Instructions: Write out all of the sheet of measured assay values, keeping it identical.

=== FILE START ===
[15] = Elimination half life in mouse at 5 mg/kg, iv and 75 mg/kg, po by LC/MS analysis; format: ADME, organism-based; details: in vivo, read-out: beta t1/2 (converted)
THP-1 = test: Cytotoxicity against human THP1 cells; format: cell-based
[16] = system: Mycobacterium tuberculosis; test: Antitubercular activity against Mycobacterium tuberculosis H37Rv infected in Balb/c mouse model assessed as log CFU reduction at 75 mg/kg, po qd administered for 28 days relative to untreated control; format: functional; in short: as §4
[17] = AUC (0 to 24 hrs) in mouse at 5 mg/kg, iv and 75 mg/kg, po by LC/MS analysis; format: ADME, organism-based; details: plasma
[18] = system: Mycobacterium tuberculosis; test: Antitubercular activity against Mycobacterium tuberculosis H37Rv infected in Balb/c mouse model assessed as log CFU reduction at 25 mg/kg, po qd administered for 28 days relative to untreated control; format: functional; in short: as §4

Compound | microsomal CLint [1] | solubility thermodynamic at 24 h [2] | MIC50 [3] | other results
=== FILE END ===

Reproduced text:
[15] = Elimination half life in mouse at 5 mg/kg, iv and 75 mg/kg, po by LC/MS analysis; format: ADME, organism-based; details: in vivo, read-out: beta t1/2 (converted)
THP-1 = test: Cytotoxicity against human THP1 cells; format: cell-based
[16] = system: Mycobacterium tuberculosis; test: Antitubercular activity against Mycobacterium tuberculosis H37Rv infected in Balb/c mouse model assessed as log CFU reduction at 75 mg/kg, po qd administered for 28 days relative to untreated control; format: functional; in short: as §4
[17] = AUC (0 to 24 hrs) in mouse at 5 mg/kg, iv and 75 mg/kg, po by LC/MS analysis; format: ADME, organism-based; details: plasma
[18] = system: Mycobacterium tuberculosis; test: Antitubercular activity against Mycobacterium tuberculosis H37Rv infected in Balb/c mouse model assessed as log CFU reduction at 25 mg/kg, po qd administered for 28 days relative to untreated control; format: functional; in short: as §4

Compound | microsomal CLint [1] | solubility thermodynamic at 24 h [2] | MIC50 [3] | other results